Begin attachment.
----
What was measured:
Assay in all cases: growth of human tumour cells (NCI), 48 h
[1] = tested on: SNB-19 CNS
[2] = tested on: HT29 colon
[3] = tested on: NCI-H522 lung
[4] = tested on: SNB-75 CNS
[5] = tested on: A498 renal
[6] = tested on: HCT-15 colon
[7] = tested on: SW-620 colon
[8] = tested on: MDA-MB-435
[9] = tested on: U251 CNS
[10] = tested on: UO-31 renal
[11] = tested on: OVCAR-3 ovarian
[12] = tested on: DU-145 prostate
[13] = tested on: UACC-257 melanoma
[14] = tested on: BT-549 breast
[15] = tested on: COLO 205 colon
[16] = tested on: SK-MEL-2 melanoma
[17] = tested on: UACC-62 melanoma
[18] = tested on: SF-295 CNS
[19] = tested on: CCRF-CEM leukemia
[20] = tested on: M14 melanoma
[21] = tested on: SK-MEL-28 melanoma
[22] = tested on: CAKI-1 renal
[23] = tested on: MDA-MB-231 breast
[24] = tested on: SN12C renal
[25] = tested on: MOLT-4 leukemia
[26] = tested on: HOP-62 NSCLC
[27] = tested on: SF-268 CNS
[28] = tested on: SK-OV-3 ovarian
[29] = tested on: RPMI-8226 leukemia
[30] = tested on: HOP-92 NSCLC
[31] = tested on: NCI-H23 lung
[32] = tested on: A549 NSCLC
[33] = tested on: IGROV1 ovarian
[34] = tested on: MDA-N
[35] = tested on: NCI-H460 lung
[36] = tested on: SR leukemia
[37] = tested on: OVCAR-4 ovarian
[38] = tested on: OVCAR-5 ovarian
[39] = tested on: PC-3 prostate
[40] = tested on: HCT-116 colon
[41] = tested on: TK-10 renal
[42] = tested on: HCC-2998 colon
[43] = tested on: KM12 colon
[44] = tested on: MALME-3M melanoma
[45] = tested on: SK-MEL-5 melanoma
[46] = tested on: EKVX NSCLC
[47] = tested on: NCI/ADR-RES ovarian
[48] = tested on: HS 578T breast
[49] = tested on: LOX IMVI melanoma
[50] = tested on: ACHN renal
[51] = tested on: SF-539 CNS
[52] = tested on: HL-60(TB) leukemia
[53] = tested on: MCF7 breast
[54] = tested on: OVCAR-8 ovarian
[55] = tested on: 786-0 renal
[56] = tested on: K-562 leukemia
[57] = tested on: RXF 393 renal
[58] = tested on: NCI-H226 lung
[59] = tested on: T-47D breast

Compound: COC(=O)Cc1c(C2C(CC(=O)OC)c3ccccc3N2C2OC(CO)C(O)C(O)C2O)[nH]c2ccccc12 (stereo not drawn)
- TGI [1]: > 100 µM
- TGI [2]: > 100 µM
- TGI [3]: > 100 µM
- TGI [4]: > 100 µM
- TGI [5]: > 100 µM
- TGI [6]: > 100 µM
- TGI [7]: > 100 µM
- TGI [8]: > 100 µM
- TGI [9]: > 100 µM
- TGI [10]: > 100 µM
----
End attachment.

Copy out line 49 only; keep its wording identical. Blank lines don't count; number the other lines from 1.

[47] = tested on: NCI/ADR-RES ovarian